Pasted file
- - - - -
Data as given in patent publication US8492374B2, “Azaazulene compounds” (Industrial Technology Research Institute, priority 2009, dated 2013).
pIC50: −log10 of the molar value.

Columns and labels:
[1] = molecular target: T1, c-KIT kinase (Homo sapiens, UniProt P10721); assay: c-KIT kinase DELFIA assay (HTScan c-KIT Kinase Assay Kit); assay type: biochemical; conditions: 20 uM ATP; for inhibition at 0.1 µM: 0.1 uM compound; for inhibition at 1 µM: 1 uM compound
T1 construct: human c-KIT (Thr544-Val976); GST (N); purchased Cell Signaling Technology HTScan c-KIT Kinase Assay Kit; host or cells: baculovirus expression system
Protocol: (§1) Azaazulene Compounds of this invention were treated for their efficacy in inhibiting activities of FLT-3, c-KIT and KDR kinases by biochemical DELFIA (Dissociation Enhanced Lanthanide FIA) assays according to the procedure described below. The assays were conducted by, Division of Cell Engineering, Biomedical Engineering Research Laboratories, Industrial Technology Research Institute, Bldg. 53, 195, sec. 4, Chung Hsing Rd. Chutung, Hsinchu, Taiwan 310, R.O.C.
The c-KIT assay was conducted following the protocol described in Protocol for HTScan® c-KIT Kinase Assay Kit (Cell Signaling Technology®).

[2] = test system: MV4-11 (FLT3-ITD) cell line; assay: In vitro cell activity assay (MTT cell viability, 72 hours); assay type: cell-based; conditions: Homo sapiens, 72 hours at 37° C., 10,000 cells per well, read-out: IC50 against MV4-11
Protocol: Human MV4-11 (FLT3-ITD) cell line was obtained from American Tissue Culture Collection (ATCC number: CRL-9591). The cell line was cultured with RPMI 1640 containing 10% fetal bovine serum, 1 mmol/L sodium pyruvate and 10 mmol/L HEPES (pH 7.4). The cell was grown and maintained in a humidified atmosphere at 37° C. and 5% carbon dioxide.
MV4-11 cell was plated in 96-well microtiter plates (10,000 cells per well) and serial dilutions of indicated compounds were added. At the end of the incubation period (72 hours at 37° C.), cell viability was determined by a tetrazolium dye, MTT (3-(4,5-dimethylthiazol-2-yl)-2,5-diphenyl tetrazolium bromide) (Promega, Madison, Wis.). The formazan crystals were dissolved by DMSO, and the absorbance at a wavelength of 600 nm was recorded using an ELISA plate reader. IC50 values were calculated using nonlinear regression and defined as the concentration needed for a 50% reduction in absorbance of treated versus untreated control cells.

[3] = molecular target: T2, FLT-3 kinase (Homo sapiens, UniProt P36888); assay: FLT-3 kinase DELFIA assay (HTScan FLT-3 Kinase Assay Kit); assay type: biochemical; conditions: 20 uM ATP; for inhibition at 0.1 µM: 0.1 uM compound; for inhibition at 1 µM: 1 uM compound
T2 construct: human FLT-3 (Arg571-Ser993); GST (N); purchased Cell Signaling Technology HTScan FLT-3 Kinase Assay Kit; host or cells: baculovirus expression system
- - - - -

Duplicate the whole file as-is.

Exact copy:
Data as given in patent publication US8492374B2, “Azaazulene compounds” (Industrial Technology Research Institute, priority 2009, dated 2013).
pIC50: −log10 of the molar value.

Columns and labels:
[1] = molecular target: T1, c-KIT kinase (Homo sapiens, UniProt P10721); assay: c-KIT kinase DELFIA assay (HTScan c-KIT Kinase Assay Kit); assay type: biochemical; conditions: 20 uM ATP; for inhibition at 0.1 µM: 0.1 uM compound; for inhibition at 1 µM: 1 uM compound
T1 construct: human c-KIT (Thr544-Val976); GST (N); purchased Cell Signaling Technology HTScan c-KIT Kinase Assay Kit; host or cells: baculovirus expression system
Protocol: (§1) Azaazulene Compounds of this invention were treated for their efficacy in inhibiting activities of FLT-3, c-KIT and KDR kinases by biochemical DELFIA (Dissociation Enhanced Lanthanide FIA) assays according to the procedure described below. The assays were conducted by, Division of Cell Engineering, Biomedical Engineering Research Laboratories, Industrial Technology Research Institute, Bldg. 53, 195, sec. 4, Chung Hsing Rd. Chutung, Hsinchu, Taiwan 310, R.O.C.
The c-KIT assay was conducted following the protocol described in Protocol for HTScan® c-KIT Kinase Assay Kit (Cell Signaling Technology®).

[2] = test system: MV4-11 (FLT3-ITD) cell line; assay: In vitro cell activity assay (MTT cell viability, 72 hours); assay type: cell-based; conditions: Homo sapiens, 72 hours at 37° C., 10,000 cells per well, read-out: IC50 against MV4-11
Protocol: Human MV4-11 (FLT3-ITD) cell line was obtained from American Tissue Culture Collection (ATCC number: CRL-9591). The cell line was cultured with RPMI 1640 containing 10% fetal bovine serum, 1 mmol/L sodium pyruvate and 10 mmol/L HEPES (pH 7.4). The cell was grown and maintained in a humidified atmosphere at 37° C. and 5% carbon dioxide.
MV4-11 cell was plated in 96-well microtiter plates (10,000 cells per well) and serial dilutions of indicated compounds were added. At the end of the incubation period (72 hours at 37° C.), cell viability was determined by a tetrazolium dye, MTT (3-(4,5-dimethylthiazol-2-yl)-2,5-diphenyl tetrazolium bromide) (Promega, Madison, Wis.). The formazan crystals were dissolved by DMSO, and the absorbance at a wavelength of 600 nm was recorded using an ELISA plate reader. IC50 values were calculated using nonlinear regression and defined as the concentration needed for a 50% reduction in absorbance of treated versus untreated control cells.

[3] = molecular target: T2, FLT-3 kinase (Homo sapiens, UniProt P36888); assay: FLT-3 kinase DELFIA assay (HTScan FLT-3 Kinase Assay Kit); assay type: biochemical; conditions: 20 uM ATP; for inhibition at 0.1 µM: 0.1 uM compound; for inhibition at 1 µM: 1 uM compound
T2 construct: human FLT-3 (Arg571-Ser993); GST (N); purchased Cell Signaling Technology HTScan FLT-3 Kinase Assay Kit; host or cells: baculovirus expression system